Twenty-two environmental organizations including Earthjustice, representing more than 5 million Americans, sent a letter to President Obama on Friday, urging him to lead the U.S. delegation at the Rio+20 Earth Summit in June and be a strong advocate for action on clean energy, environmental rights and healthy oceans.
The Latest On: Arctic
The world's largest prize for environmental action has been awarded to Caroline Cannon, an Inupiat leader and former president of the Native Village of Point Hope in Alaska. Cannon is the North American recipient of the Goldman Environmental Prize, a major prize awarded annually to grassroots environmental heroes from the six inhabited continents.
Erik Grafe, an Earthjustice attorney in Alaska who has worked with the honoree, said she was richly deserving of the award.
The Obama administration is all ears—deaf ones—when it comes to dire warnings about drilling in the Arctic made by scientists, policymakers, international figures and celebrities.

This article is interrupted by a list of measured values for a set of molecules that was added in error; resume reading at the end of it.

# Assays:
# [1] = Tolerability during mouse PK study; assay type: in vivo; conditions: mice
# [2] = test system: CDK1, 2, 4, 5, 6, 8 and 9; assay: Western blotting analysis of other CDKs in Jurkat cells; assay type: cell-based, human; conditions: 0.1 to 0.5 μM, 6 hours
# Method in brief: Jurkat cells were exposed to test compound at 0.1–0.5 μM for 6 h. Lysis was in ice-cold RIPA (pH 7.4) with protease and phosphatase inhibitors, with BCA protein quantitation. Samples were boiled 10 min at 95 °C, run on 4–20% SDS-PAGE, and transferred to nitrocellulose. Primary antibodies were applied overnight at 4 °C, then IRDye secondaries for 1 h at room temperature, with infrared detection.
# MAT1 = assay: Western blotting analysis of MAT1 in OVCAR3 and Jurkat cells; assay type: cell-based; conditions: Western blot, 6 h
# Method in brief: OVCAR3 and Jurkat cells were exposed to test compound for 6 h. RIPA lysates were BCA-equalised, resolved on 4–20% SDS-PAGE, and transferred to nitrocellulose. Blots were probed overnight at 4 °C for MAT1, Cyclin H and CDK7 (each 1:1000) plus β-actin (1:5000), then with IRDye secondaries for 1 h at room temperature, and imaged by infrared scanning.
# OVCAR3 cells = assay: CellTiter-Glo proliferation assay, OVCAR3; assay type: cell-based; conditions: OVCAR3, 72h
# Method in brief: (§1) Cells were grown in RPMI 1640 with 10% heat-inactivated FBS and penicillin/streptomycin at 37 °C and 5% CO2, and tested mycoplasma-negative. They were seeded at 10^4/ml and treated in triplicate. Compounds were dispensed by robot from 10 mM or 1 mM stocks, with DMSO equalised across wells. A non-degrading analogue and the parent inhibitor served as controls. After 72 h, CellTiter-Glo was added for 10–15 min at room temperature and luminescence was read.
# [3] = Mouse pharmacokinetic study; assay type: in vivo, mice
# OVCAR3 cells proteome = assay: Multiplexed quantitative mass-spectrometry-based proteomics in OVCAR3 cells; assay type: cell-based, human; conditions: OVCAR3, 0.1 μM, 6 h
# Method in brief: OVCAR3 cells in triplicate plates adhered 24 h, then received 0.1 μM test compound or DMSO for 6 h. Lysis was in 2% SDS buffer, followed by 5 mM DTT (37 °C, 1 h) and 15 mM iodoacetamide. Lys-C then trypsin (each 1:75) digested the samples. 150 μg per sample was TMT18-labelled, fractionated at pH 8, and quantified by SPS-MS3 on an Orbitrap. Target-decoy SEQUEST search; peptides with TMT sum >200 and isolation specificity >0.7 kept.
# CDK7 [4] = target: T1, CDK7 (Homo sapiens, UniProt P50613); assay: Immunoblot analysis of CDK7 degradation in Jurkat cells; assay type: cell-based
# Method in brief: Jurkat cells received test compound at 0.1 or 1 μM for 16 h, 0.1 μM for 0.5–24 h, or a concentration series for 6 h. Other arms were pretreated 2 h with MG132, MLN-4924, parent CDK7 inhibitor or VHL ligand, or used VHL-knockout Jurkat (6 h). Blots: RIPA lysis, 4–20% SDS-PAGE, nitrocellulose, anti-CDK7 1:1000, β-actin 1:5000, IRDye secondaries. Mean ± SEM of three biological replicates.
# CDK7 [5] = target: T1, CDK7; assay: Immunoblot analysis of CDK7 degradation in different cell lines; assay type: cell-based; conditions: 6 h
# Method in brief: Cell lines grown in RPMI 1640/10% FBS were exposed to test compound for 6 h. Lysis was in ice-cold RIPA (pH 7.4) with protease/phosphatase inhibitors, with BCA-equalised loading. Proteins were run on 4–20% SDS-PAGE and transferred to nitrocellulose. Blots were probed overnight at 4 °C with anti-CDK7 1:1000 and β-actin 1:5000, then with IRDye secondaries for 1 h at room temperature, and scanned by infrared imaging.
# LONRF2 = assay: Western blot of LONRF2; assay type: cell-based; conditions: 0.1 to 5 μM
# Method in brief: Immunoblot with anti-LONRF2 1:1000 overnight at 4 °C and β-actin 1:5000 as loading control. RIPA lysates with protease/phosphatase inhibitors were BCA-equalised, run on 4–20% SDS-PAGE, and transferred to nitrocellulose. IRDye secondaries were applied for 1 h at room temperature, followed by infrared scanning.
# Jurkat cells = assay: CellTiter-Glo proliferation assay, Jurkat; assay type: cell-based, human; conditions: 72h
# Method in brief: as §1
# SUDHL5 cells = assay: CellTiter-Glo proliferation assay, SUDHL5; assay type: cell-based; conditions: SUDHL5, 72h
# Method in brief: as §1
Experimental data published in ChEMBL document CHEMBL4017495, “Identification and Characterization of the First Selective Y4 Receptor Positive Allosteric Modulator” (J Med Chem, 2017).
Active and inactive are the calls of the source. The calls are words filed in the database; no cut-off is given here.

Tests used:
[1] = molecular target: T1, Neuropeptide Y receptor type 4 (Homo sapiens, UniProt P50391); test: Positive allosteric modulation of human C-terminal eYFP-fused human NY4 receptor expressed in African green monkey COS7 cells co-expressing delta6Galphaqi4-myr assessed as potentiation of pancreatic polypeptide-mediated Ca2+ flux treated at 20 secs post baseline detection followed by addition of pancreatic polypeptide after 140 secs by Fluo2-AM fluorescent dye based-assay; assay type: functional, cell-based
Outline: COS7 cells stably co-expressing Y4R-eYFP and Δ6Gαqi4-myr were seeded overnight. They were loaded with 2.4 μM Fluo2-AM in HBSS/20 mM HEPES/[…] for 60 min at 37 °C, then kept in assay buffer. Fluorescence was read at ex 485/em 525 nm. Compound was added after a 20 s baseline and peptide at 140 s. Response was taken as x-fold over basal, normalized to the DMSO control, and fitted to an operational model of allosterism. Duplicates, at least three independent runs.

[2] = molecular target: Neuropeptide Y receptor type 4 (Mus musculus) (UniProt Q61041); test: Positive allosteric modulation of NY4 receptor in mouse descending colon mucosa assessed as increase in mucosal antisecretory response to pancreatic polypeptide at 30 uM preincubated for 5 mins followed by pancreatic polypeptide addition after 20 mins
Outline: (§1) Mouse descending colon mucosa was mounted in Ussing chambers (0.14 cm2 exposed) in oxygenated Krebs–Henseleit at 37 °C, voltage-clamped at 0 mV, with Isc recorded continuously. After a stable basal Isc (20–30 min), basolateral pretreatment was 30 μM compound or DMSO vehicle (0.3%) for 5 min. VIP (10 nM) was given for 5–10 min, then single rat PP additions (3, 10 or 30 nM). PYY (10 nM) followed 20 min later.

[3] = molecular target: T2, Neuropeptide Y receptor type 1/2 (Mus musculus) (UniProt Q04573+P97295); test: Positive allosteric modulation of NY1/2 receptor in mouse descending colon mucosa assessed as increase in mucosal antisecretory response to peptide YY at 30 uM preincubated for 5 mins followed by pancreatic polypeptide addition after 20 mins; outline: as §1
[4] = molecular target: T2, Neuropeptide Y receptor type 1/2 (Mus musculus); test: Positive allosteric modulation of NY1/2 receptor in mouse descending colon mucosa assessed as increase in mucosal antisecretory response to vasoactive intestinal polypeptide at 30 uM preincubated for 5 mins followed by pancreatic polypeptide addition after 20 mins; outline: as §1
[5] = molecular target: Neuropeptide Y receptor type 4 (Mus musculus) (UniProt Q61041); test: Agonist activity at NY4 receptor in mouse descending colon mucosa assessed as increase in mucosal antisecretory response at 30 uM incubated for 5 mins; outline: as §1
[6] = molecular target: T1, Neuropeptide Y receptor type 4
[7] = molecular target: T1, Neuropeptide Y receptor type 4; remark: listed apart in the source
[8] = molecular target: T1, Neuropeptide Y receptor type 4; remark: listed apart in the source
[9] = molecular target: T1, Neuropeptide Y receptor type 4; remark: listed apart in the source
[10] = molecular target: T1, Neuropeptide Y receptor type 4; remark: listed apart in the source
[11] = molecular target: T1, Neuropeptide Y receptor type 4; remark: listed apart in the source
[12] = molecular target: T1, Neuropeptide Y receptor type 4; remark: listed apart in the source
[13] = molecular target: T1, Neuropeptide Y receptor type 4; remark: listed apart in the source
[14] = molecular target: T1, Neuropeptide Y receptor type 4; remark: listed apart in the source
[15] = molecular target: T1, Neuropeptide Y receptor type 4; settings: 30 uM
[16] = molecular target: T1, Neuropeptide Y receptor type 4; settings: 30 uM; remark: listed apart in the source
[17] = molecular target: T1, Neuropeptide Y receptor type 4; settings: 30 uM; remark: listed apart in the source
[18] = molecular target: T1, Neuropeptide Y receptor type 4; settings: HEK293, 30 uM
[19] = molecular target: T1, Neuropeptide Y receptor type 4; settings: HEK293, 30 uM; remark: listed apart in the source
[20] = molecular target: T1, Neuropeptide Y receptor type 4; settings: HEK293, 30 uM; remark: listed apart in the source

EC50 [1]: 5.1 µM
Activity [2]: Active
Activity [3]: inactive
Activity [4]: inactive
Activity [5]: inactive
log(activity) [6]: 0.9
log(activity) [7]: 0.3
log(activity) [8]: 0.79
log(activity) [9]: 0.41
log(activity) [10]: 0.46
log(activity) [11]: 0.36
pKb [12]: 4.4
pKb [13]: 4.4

On backing down, backing away, and backing into a corner . . .
President Obama’s statement, “I will not back down from making sure an oil company can contain the kind of oil spill we saw in the Gulf two years ago,” was one the more awkward sentences in his State of the Union speech, and not just syntactically.
The uplifting movie Big Miracle, opening this weekend, has the power to educate people across the country about America’s Arctic Ocean, along with the people and wildlife that call it home.
This is the same place Royal Dutch Shell is planning to drill in our Arctic waters this summer—with no viable method to clean up an oil spill in these extreme conditions. And President Obama has the power to stop them.